Razorbacks need wins and help to make the NCAA Tournament

It will be a shame if the Arkansas Razorbacks don’t make the NCAA Tournament this season.

It truly will.

The rest of the nation deserves a chance to see the Hogs play, even if it is just for a single game.

There isn’t another team like the Razorbacks in the nation. No team plays small ball like the Hogs, and when they are at their best no team plays harder than the Razorbacks.

Next up for the Razorbacks

Opponent: at Texas A&M
When: 3:30 p.m. Saturday, March 7
Where: College Station, Texas
TV: SEC Network
Current Record: 19-11 (SEC 7-10)

Remaining schedule

March 11-14 – SEC Tournament

Junior guard Mason Jones is a three-ring circus all by himself as a scorer. As his teammate Jimmy Whitt Jr. said Wednesday night after the Razorbacks’ 99-90 victory over LSU at Walton Arena, Jones going for 30 plus points has become normal. It’s what Jones does.

Speaking of Whitt, who had the game of his Razorback career with 26 points, 15 rebounds, and 5 assists in the win, his game is perhaps even more compelling than Jones’. Not only does he usually take to the toughest defensive assignment each game as a shut-down defender, but he also has a mid-game range that’s uncanny.

The way he flicks in 10- to 17-footers with that behind-the-head, fall-away release is a sight to behold. He forces teams to guard him with a much taller player to slow him down, and when that happens it creates mismatches for other Razorbacks to exploit.

Isaiah Joe was off his game Wednesday night against LSU, going 1 of 7 from the field for 11 points, but he had averaged 23 points in his previous three games since returning from a knee injury. Joe has such a deadly shot and so much range that even with players like Jones and Whitt, he is always an opponent’s primary concern. When he gets open looks, those are generally the games when the Razorbacks are at their best.

The Hogs play such a unique brand of basketball because of their literally and figuratively short roster. Ethan Henderson and Reggie Chaney are both listed at 6-8 and that’s as tall as the Razorbacks stand this year. First-year head coach Eric Musselman has constantly had to devise ways to put his Hogs in a position to win all season long. Usually, the Razorbacks play with what amounts to four guards and a small forward.

When all hands are on deck, the Razorbacks have been impressive. The Hogs are 18-6 in games with their top six or seven players healthy. They are 1-5 in the six games played without Joe. Arkansas was able to beat TCU at Walton Arena with Joe sitting out, but the Razorbacks went 0-5 after defeating Alabama, 82-78, at Tuscaloosa on Feb. 1 when Joe was out with his knee injury. The Hogs didn’t win again until Joe’s return Feb. 22 against Missouri, 78-68.

That five-game slide included overtime losses to Auburn (79-76) at home and to Missouri (83-79) on the road. It also featured a 77-76 loss at home to Mississippi State, a 73-68 loss at Florida, and a 82-61 blowout loss to Tennessee.

The Razorbacks were possessions away from winning four of those five games, but almost only counts in horseshoes as the old saying goes.

The Razorbacks still hold onto the slightest of chances of making the NCAA Tournament. Some feel the Hogs are in a position to make the Big Dance by winning two or three games.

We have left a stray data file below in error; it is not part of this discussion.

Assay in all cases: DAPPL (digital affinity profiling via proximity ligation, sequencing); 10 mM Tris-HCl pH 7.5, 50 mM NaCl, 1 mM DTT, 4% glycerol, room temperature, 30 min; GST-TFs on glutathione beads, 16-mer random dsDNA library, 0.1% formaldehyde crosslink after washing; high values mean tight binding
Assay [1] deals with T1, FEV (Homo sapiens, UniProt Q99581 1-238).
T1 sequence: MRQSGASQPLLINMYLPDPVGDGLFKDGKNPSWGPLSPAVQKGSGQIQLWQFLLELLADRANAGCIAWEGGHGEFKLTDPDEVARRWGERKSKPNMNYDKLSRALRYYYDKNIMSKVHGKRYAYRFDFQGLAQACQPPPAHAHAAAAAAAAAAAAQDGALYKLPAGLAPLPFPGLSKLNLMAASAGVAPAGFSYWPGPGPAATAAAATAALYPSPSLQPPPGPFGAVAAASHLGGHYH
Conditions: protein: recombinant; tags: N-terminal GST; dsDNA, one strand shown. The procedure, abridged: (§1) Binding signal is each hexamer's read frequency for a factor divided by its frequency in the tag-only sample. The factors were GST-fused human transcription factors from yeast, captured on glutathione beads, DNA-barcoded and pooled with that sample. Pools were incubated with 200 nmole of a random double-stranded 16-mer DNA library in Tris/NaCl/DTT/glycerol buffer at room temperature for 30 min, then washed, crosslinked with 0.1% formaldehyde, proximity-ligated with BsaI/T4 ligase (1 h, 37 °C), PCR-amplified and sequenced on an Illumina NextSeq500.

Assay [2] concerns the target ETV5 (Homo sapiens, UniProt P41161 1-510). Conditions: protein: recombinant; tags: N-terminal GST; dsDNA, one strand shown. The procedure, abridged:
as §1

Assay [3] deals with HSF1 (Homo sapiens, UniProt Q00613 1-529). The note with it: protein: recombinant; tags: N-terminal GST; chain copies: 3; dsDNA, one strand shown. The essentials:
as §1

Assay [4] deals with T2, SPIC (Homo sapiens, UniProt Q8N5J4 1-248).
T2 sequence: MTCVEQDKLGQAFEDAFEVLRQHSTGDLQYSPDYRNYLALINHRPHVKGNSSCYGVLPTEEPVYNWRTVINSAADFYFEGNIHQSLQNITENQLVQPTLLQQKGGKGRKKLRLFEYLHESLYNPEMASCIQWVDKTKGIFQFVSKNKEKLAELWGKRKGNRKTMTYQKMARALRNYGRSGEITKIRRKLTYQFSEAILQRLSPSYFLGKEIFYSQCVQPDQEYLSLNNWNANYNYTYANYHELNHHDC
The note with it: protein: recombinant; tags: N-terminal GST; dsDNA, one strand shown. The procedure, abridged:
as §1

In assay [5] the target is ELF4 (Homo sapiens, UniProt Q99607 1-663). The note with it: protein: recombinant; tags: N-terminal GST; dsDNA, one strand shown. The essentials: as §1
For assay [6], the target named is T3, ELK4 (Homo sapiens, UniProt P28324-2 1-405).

However, it’s not that simple. The Razorbacks have not won enough this season to give them a so-called Magic Number. As a league, the SEC, unfortunately and maybe unfairly, is ranked too low in NCAA’s Net Rankings to carry much clout into Selection Weekend.

Nationally, the SEC is viewed as a front-running league with a bunch of competitive also-rans. Kentucky owns the SEC’s highest Net Ranking at No. 22 in the latest posting with Florida at No. 29, LSU at No. 33, Auburn at No. 35, and Arkansas at No. 43. Alabama, Mississippi State and South Carolina ring in at Nos. 51, 52, and 60.

According to that, Arkansas is not in bad shape. However when you consider Mississippi State and South Carolina are three games ahead of the Hogs in the SEC standings at 10-7 and the Razorbacks lost two games to the Bulldogs and their only game to the Gamecocks at Walton Arena, the Net Ranking don’t seem to be as meaningful as actual play on the court.

Remember, Net Rankings are just a tool for the Selection Committee, not the end all and be all on the debate whether a team deserves a bid or not.

That’s just a look at where the Razorbacks stand among SEC teams. The Selection Committee evaluates teams against the entire nation. With the SEC not being considered as strong this season, it’s going to hurt the Razorbacks when compared against other teams from leagues considered stronger than the SEC.

Right now, I could see the NCAA Selection Committee going with the SEC’s top four teams — Kentucky, Auburn, LSU and Florida — which are virtually locks for the tourney, and leaving it at that.

Teams like Mississippi State, South Carolina, and Arkansas are going to have to do something impressive to earn their dancing shoes.

For the Razorbacks to make the NCAA Tournament, they not only need to win as many as possible, but they also need Mississippi State and South Carolina to falter down the stretch.

It wouldn’t hurt if the Hogs got another crack at one or both of them in the SEC Tournament, which opens Wednesday in Nashville, and beat them both. Given the way the previous games against the Bulldogs and Gamecocks went, I’m not so sure the Hogs would win on a neutral court.

That said each time I discount this Razorback team this season, they’ve proven me wrong. I hope they do so again.

The Razorbacks making the NCAA Tournament this season would be a strong and promising start to the Musselman era of basketball.

The Razorbacks play their final regular-season game at 3:30 p.m. Saturday at Texas A&M. The game will be televised by the SEC Network.